Budapest is somewhere between the other two in terms of size, cost and things to see and do. It's not Vienna but still very beautiful in its own right. It's also not nearly as expensive or stressful. On balance, it's probably my favourite city of the three. I recommend a day at the thermal baths. I'd definitely consider it as a base for visiting Vienna.
 

takno

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I recommend a day at the thermal baths. I'd definitely consider it as a base for visiting Vienna.
Sounds like the best base yet tbh, although probably worth toweling yourself down before getting on the train!
 

Gadget88

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Well what I can see so far is Munich may be best? The other cities are small and don’t seem to offer much. Problem is Brussels to Munich will take up 6 hours to get there. I hoped to have time for the football stadium but might not.
 

70014IronDuke

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I did it from Bratislava.

In fact, I did a triangle Budapest-Bratislava-Vienna-Budapest.

Bratislava-Vienna is Liverpool-Manchester sort of distance. Budapest is maybe the same again, so still not that far.
Vienna - Bratislava is about 75 km. Vienna - Budapest is nearly four times further, around 260 km.

Vienna is large, expensive and stressful.
Uh? I suppose Altnebreac is stressful if you're in a hurry - but Vienna is no more stressful than any city. Indeed, far less than many, since it's pretty safe. It has been voted "Most Liveable City in Europe" (or some such) numerous times. It has an excellent public transport system, the best I've ever encountered, with plenty of explanations in English. You'd have more difficulty getting around Boulogne-sur-Mer than Vienna.

Don't get me wrong, it's beautiful and culturally rich. I spent only three days there and still didn't get to see everything.
This is very relative. Do you think you could "see everything" in, say, Islington in three days? Of course not. But our OP seems to delight in visits of a few hours and ticking the box - Been there, Done that. It seems that's what floats his boat.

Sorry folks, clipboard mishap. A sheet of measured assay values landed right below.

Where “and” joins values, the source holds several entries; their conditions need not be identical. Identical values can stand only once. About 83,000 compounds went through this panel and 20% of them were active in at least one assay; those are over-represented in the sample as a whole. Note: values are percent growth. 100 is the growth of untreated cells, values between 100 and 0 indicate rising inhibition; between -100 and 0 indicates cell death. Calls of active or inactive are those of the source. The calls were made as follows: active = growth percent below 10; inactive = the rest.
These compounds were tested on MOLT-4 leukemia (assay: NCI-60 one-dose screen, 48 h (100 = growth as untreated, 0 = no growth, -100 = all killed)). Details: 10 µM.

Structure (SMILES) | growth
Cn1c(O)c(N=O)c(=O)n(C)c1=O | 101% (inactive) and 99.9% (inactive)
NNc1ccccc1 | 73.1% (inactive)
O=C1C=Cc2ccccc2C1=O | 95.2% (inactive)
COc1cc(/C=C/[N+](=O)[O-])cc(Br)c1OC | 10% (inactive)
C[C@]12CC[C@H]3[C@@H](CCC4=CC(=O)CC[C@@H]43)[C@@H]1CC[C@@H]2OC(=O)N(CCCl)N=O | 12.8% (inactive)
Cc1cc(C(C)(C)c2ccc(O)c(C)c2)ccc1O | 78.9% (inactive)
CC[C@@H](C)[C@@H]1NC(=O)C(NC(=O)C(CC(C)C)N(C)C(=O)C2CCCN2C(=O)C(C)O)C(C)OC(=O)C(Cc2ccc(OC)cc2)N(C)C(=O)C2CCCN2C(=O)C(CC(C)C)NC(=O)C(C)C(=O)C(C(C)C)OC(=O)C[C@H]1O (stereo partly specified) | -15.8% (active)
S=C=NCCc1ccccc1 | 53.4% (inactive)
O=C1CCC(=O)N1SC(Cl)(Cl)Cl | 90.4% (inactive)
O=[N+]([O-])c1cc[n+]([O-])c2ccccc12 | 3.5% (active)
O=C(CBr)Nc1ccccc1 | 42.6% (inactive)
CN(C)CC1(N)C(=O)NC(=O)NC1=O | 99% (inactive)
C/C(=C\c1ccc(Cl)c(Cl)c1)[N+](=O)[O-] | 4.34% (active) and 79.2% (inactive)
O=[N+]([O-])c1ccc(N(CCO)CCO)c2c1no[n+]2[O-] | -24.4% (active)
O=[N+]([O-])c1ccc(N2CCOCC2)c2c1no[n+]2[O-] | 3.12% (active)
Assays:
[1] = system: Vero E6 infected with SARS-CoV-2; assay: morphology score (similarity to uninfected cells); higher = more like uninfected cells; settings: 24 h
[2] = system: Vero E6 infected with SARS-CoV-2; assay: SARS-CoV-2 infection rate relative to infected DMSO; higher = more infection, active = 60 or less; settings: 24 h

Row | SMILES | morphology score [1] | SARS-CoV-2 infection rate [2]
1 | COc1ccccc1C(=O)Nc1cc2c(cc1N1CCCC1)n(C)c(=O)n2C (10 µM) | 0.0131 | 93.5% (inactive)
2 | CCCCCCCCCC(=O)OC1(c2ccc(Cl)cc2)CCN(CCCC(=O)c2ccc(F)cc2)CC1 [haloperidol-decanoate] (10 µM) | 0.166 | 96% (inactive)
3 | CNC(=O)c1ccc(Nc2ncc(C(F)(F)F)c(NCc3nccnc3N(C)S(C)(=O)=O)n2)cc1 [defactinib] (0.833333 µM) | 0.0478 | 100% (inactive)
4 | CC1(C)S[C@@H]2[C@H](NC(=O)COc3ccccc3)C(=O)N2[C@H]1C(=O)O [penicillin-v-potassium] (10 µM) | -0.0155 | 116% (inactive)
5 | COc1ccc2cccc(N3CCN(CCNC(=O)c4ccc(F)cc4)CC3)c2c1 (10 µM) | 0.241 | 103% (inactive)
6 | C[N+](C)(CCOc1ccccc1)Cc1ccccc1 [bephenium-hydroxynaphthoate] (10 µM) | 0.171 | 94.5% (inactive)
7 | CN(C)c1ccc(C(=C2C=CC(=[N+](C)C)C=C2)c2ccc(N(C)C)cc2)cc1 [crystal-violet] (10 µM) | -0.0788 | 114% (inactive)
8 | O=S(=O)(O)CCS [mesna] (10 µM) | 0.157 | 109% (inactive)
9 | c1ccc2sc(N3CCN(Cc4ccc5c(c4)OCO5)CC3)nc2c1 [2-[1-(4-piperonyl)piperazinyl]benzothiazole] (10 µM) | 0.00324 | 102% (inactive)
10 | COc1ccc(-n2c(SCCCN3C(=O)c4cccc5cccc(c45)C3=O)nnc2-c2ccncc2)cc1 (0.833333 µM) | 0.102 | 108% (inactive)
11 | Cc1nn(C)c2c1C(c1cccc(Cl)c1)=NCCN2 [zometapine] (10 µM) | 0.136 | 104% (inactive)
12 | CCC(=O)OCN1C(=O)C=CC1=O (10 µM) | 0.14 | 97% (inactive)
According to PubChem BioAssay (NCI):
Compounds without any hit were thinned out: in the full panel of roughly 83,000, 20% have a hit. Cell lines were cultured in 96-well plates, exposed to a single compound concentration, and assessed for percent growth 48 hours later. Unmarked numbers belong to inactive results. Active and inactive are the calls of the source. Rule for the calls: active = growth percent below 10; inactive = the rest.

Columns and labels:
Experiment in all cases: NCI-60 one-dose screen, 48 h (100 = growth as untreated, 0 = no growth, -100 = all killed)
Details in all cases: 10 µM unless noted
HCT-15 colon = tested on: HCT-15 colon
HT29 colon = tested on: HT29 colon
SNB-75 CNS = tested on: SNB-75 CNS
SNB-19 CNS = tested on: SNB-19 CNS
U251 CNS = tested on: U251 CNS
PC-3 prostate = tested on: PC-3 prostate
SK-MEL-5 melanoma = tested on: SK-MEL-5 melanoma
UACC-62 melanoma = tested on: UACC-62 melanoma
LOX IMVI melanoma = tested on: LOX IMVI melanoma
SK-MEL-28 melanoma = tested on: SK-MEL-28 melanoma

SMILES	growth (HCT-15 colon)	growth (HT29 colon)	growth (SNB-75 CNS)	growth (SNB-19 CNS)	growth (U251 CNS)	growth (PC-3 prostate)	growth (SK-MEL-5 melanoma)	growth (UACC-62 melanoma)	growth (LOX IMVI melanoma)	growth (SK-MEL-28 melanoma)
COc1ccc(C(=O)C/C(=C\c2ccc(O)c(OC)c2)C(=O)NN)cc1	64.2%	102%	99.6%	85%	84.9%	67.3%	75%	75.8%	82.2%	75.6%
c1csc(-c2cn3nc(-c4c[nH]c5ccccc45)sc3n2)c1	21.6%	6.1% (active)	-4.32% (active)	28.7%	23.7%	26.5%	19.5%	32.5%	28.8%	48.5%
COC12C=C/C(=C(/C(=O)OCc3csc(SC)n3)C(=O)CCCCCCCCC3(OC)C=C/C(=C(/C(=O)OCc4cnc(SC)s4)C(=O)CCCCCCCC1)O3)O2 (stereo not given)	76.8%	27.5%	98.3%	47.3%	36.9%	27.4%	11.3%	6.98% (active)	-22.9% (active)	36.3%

The streets are always chocker block with people walking which way everyways and watch the roads as the motorists are noticeably more aggressive.
Maria-Hilfer Strasse perhaps, between the Ring and the Gurtel. Stefan's Platz and some parts of 1010 - and that's mainly tourists. Otherwise no more than any other major city. Try spending a morning in Grinzing: it's like an Alpine village. re traffic, I accept the Gurtel can be intimidating when driving, but otherwise, I'd say Vienese are more law-abiding than London drivers.
 

coppercapped

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...indeed it is and I found the area its situated in to be massively underwhelming (being polite).
As a once-upon-a-time resident of Munich, I have to ask 'What did you expect?' It's a large railway station near the centre of the city in quite a densely populated area that was flattened as result of the bombing raids in the Second World War, few old building were left standing. An image of what it looked like in 1945 may be seen here. The whole area was rebuilt as quickly as possible in the 1950s - and the rubble that was cleared out of the city centre now forms the hill in the Olympic park.
Within easy reach of the Hauptbahnhof in the Arnulfstrasse is the biergarten of the Augustiner Brewery. It's not all bad news... !
 

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Seems I've come up a cropper with the Vienna Tourism Board. For the record, I don't actually dislike Vienna but you really need both time and money to make the best of it, I would say.

And to clear up any confusion, I said it was large, nothing more, nothing less. I didn't make any implication that it was particularly difficult to get around.

I stand corrected on the geography trivia (though I still found Vienna to Budapest a doddle), but I stand by everything else I said.
 

takno

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Seems I've come up a cropper with the Vienna Tourism Board. For the record, I don't actually dislike Vienna but you really need both time and money to make the best of it, I would say.

And to clear up any confusion, I said it was large, nothing more, nothing less. I didn't make any implication that it was particularly difficult to get around.

I stand corrected on the geography trivia (though I still found Vienna to Budapest a doddle), but I stand by everything else I said.
Vienna to Budapest is about 2:40 by train against 1:06 to Bratislava. Personally I think you were about ballpark with twice as far. I tend to agree with your assessment - Vienna's nice enough but it's too big to do in a day, and wouldn't be high on my list of places in the area to stay in. Everything is expensive compared to the surrounding area. I'm sure it's probably great to live in, not least because of its bland but useful new station and excellent transport links across Europe, but that seems a bit beside the point.